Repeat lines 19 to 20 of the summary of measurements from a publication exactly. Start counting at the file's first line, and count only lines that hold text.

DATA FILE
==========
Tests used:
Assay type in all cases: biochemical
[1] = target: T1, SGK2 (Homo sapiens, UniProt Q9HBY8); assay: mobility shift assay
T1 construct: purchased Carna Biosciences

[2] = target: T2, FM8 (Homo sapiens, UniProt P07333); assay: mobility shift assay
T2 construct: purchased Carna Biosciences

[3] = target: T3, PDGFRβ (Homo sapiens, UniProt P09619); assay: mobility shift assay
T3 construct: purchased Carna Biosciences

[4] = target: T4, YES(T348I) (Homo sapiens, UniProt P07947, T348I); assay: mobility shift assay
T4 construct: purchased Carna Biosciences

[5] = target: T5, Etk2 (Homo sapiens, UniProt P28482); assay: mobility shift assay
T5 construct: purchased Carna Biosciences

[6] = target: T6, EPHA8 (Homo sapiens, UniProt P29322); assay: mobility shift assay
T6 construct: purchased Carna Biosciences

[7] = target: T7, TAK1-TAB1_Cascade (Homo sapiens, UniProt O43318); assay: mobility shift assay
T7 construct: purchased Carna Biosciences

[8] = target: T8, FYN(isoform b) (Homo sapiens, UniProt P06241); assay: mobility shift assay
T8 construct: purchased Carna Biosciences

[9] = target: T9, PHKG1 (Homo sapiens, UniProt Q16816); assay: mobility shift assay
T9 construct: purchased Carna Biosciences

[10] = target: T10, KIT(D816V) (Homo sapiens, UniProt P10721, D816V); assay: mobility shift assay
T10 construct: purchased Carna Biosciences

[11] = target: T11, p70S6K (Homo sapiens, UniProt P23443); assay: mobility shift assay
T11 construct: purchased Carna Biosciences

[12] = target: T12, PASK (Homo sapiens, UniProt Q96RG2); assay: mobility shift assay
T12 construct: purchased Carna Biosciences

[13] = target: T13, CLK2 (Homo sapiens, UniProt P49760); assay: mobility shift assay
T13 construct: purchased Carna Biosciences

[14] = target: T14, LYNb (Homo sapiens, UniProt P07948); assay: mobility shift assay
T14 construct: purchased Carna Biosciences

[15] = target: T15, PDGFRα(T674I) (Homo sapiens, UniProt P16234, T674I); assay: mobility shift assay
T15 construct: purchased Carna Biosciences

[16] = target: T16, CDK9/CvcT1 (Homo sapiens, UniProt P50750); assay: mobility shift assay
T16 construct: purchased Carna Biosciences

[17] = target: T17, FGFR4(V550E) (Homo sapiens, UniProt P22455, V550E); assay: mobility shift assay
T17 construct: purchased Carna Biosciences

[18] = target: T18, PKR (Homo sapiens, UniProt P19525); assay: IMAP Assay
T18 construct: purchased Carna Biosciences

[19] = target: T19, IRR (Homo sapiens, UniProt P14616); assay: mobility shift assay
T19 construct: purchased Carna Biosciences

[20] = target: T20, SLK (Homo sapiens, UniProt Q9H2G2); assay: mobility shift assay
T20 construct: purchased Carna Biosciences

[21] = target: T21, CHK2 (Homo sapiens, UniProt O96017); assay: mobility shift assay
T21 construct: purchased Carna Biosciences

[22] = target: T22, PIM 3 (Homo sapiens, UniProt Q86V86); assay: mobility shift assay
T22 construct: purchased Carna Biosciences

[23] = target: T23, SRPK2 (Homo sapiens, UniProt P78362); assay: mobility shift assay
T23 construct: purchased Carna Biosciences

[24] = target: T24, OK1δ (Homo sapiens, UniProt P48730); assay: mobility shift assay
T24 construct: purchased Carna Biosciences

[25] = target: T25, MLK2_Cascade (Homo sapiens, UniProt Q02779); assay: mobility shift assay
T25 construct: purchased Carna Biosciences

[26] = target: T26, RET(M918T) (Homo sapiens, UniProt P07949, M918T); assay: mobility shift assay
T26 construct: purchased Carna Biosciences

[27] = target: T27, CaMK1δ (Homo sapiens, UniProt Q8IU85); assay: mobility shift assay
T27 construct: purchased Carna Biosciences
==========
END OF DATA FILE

[9] = target: T9, PHKG1 (Homo sapiens, UniProt Q16816); assay: mobility shift assay
T9 construct: purchased Carna Biosciences